8th-Grade Football Star Honored by Sports Illustrated Shot Dead by Stray Bullet
The 14-year-old football phenom was destined for bigger things, according to Sports Illustrated.
A middle school football player named by Sports Illustrated as an athlete who "will rule the future in sports" was killed by a stray bullet outside a party Saturday night in East St. Louis, Illinois.
Jaylon McKenzie, 14, was an eighth-grade student at Mason Clark Middle School and was preparing to leave a gathering because a fight had broken out, his mother said.
The boy had walked outside and was trying to avoid the fight when gun fire broke out, his mom, Sukeena Gunner, told KSDK-TV.
"My baby had just such a promising future, and for his life to just end in just a senseless killing with someone else that had no regard for life.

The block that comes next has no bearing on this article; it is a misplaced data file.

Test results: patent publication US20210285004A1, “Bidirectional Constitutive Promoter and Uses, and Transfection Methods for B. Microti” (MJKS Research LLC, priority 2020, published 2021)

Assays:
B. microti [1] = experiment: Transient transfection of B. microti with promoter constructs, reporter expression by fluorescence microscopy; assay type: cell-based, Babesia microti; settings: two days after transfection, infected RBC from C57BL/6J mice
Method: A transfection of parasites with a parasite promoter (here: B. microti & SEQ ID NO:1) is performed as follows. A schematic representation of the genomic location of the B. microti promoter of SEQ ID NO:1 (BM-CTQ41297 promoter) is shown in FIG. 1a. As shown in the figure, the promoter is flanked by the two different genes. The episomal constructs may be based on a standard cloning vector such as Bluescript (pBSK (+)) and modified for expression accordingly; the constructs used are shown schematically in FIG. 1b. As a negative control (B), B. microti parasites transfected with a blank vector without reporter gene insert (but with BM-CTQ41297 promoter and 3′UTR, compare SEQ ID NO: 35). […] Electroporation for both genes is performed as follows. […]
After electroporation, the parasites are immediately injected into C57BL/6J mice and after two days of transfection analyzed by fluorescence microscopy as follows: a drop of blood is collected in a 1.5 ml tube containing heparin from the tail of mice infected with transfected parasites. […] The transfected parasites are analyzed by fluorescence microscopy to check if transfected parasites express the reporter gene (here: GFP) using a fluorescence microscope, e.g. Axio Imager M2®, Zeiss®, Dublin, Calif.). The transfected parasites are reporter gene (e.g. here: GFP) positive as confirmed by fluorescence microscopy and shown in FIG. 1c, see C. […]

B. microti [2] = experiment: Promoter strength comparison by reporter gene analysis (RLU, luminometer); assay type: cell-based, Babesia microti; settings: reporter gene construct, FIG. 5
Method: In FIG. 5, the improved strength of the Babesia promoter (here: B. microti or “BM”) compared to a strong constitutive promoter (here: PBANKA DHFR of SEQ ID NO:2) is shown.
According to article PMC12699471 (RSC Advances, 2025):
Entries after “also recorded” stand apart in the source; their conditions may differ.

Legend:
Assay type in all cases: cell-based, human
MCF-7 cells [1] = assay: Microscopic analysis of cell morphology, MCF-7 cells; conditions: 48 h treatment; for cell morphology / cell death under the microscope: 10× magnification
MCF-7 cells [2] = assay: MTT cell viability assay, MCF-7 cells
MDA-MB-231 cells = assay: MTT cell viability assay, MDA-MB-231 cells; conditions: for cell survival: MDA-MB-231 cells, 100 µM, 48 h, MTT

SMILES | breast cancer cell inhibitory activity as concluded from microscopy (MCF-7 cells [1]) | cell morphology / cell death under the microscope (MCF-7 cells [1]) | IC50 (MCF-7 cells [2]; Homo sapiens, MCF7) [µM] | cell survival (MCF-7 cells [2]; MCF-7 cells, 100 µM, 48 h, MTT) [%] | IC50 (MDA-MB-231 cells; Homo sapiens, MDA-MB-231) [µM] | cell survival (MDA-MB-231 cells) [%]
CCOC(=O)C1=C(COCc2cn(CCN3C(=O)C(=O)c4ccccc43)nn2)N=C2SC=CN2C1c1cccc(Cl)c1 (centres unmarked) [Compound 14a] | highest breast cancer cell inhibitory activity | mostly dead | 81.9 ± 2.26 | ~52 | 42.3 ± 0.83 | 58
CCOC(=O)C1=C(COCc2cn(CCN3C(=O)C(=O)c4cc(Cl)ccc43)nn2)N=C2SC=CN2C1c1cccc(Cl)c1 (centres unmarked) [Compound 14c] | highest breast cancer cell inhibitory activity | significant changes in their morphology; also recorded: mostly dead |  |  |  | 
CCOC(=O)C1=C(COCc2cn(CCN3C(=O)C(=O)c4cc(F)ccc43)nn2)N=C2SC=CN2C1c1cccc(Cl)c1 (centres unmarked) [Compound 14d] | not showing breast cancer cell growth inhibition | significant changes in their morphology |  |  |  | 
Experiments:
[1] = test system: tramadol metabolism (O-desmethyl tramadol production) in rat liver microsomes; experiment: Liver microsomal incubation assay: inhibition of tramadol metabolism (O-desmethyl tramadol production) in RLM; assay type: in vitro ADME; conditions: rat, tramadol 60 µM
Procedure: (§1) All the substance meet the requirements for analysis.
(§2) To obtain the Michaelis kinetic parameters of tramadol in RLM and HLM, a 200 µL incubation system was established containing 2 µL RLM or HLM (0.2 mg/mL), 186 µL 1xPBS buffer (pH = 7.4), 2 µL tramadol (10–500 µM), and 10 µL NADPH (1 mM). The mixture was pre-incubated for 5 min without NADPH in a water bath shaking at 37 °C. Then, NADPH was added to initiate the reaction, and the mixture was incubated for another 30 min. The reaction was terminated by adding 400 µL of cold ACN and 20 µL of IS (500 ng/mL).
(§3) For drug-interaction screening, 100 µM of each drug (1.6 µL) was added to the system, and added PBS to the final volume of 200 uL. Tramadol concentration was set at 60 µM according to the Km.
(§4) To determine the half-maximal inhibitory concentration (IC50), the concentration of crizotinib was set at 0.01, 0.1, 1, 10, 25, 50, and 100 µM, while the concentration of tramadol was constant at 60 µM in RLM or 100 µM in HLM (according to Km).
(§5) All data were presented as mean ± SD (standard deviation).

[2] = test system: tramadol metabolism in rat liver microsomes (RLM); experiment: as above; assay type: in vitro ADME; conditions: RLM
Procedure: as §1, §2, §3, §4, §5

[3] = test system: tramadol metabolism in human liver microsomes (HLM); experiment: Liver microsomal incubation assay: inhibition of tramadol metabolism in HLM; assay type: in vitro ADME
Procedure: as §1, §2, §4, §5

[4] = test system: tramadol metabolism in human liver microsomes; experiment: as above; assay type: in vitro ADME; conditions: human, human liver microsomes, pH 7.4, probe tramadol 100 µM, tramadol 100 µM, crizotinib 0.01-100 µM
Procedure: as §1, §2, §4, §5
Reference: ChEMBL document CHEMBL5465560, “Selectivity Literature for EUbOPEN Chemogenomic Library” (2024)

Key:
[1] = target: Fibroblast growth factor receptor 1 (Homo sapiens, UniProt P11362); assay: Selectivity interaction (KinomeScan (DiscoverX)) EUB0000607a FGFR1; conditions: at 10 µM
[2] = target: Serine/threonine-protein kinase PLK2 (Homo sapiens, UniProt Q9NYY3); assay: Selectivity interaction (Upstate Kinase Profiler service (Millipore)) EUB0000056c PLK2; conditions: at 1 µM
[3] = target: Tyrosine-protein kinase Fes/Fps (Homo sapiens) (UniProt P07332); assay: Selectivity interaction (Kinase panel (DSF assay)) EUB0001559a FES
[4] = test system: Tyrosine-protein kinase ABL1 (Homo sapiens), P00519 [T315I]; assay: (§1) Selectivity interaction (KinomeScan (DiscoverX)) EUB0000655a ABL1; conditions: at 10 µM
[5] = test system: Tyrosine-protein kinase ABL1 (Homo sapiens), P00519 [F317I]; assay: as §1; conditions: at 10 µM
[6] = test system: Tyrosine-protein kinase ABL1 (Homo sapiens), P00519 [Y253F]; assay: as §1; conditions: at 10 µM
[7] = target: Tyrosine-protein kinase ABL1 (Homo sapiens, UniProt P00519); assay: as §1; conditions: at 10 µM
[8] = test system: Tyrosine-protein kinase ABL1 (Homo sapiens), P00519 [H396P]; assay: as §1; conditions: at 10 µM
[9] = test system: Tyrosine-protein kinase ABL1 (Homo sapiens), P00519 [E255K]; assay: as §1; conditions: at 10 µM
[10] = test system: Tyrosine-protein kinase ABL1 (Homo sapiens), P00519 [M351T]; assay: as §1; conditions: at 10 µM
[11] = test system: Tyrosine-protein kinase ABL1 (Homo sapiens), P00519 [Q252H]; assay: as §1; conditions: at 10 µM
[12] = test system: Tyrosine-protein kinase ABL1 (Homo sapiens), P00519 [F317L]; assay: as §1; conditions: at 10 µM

"Just prayer, prayer is all I can really ask for right now," she said.
A 15-year-old girl was also hit and remains in critical condition, authorities said. She was not identified. Both had gone to an after-prom party in Venice. State police were called after a fight erupted, according to officials.
No arrests have been made, and Illinois State Police Investigations officers were asking for the public's help in identifying the shooter.
McKenzie, according to social media posts by him and his mother, had recently been offered football scholarships by the University of Illinois and the University of Missouri.
The boy's dream was to play in the NFL for the Los Angeles Rams or the Chargers.
In November, Sports Illustrated honored him as one of its "Six Teens Who Will Rule the Future in Sports." The teen, who played running back, receiver and defensive back, received national attention after helping his team win the NFL's 8th Grade All-American Game in Ohio last year.
He caught five passes for 161 yards and scored two touchdowns in the game.
The sports magazine noted that McKenzie had hoped "to follow in the footsteps of Titans cornerback Adoree' Jadson, a star at USC, who is also from the St. Louis suburb of Belleville and also played both ways."
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